Senior pursuing second title in three seasons
YONGSAN GARRISON, South Korea — Seoul American’s Kennedy Allen can’t forget Nov. 6, 2008.
On that day Allen, then a junior, was attempting to win her second straight title when she faced Kadena’s Elissa Mason in the girls singles final of the Far East High School Tennis tournament at Kadena Air Base.
Using her booming serve and powerful forehand, Allen raced ahead 40-0 in the first game. Things were looking mighty good for the defending champion.
Mason had a different script in mind. She began attacking Allen’s backhand and pinned her to the baseline. That led to six service breaks and a stunning 6-4, 6-2 upset that had each player in tears for differing reasons.
"It’s hard to forget. Definitely not a fun day," Allen recalled last month as the Falcons prepared for the start of their season.
Mason lost to Allen 7-5, 6-1 in the 2007 semifinals. Before the rematch last year, "I just told myself that she’s like any other player," Mason said. "I just didn’t let it get to me. Concentrated and did what I had to do."
It’s said that while it’s tough to win a championship, it’s even tougher to defend one. "There’s definitely pressure, because people expect you to do so well," said two-time defending Far East Tournament boys singles champion Kyle Sprow, Mason’s teammate.
For Allen, the challenge is to climb back to the top — at Far East and in the Korean-American Interscholastic Activities Conference.
Prior to last year’s Far East, Allen suffered her first singles loss to Sejin Paik of Korea International in the KAIAC tournament final — on Halloween.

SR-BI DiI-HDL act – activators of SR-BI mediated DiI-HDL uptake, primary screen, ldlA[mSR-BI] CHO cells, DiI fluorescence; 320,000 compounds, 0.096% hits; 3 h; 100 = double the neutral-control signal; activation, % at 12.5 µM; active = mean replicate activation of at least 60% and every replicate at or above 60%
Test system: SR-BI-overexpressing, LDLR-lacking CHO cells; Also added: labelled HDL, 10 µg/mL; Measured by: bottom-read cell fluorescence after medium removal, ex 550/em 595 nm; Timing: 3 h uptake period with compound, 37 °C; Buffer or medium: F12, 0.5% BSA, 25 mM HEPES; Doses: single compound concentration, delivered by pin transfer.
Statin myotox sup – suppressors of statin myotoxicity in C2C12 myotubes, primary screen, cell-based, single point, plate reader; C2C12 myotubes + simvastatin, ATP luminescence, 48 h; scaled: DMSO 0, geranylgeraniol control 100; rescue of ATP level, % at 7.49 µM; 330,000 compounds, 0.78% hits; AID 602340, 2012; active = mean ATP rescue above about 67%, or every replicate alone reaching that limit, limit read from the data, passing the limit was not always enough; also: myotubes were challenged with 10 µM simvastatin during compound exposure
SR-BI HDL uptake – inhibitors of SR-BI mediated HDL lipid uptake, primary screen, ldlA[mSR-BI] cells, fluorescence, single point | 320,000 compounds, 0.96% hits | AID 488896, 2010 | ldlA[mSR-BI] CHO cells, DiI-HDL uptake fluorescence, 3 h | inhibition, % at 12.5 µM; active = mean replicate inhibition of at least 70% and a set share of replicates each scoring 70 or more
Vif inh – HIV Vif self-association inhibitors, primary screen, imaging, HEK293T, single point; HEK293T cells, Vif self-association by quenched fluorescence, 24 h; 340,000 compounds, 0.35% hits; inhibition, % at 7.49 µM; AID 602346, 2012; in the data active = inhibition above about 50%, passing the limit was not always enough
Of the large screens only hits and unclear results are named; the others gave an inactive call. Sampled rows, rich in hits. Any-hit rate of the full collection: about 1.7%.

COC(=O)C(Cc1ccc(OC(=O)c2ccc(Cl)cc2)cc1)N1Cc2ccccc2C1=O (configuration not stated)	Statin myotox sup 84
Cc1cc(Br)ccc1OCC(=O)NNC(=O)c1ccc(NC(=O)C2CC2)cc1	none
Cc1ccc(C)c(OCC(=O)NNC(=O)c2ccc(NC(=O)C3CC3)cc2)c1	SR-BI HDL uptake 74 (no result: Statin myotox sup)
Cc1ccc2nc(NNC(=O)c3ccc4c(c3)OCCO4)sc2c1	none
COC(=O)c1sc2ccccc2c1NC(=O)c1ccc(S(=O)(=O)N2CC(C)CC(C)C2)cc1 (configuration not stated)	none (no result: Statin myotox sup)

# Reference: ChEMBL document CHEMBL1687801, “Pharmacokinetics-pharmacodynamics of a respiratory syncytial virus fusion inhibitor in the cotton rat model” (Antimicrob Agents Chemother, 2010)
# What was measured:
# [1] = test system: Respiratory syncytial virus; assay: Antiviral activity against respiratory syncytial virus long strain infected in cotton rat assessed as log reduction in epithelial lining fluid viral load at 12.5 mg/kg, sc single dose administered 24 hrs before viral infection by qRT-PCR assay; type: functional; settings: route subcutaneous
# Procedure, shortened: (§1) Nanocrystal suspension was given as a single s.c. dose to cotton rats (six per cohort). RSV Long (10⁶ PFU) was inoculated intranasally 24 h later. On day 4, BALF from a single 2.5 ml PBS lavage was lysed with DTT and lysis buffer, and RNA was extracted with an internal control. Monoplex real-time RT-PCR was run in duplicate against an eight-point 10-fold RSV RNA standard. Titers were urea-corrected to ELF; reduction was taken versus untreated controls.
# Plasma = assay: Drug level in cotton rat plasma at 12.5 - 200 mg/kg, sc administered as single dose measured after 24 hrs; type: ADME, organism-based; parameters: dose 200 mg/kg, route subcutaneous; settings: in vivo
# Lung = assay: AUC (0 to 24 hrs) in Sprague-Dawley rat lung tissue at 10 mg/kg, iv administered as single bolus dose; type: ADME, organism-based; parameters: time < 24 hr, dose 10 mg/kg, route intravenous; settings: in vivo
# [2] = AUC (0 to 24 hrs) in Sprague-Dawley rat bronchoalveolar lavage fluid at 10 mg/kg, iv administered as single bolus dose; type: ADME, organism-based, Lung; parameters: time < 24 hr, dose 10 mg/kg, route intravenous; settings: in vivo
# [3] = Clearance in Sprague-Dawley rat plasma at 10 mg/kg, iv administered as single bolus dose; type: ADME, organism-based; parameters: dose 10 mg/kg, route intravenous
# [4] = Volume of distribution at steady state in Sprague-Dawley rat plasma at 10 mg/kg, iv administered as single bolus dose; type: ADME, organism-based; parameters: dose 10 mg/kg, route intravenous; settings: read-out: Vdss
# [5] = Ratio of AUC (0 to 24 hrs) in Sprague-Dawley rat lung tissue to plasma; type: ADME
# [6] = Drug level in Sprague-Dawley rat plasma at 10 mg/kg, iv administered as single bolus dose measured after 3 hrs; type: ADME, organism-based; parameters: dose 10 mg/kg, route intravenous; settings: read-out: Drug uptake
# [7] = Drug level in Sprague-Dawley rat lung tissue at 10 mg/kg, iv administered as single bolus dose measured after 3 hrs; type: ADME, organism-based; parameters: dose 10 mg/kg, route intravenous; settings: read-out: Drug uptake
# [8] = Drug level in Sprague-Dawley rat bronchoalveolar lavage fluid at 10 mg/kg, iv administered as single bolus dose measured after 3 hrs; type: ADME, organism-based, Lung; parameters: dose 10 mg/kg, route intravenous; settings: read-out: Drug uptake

How does one overcome those ghosts? For starters, one must have a short memory, Allen said.
"It’s in the past," she said. "I don’t look back. It’s not like you can win every time out. It teaches you to be patient and just let it go."
"She’s motivated," coach Robert Victoria said of Allen, adding that as the girls’ team captain, she’s "working a lot harder" and becoming a team leader in practice and at matches.
Allen said that last year’s losses showed that her "mental game needs to be upped."
Allen and boys captain Chong Lee have been "hitting the ball a lot more" in Victoria’s restructured practice system, Lee said. "A lot more match preparation."
One big boost for Allen this year has been playing alongside her longtime practice partner — her sister Carson, a freshman who plays doubles for the Falcons with Clara Buss.
"Her attitude is really upbeat," Kennedy Allen said of her younger sister.
The sisters look forward to playing on their "homecourt" at the Far East tourney — the Allens cut their teeth on tennis at Kadena under Risner’s longtime teaching pro Tokio Nakamatsu when they lived on Okinawa earlier this decade.
"I’m excited," Kennedy Allen said. "Can’t wait to eat some Japanese food again."
Victoria believes that, coupled with motivation, will be the recipe that leads to success for Kennedy in her swan-song season.
"She has fire for both KAIAC and Far East," he said.
She’ll also be one of the headliners at what may be the most star-studded Far East tournaments ever. Allen, Mason and Sprow make for the most returning former singles champions ever.
"You don’t think about it," Sprow said of the pressure associated with defending a title. "You take it a point at a time, a game at a time, a set at a time, hope for the best and play your best."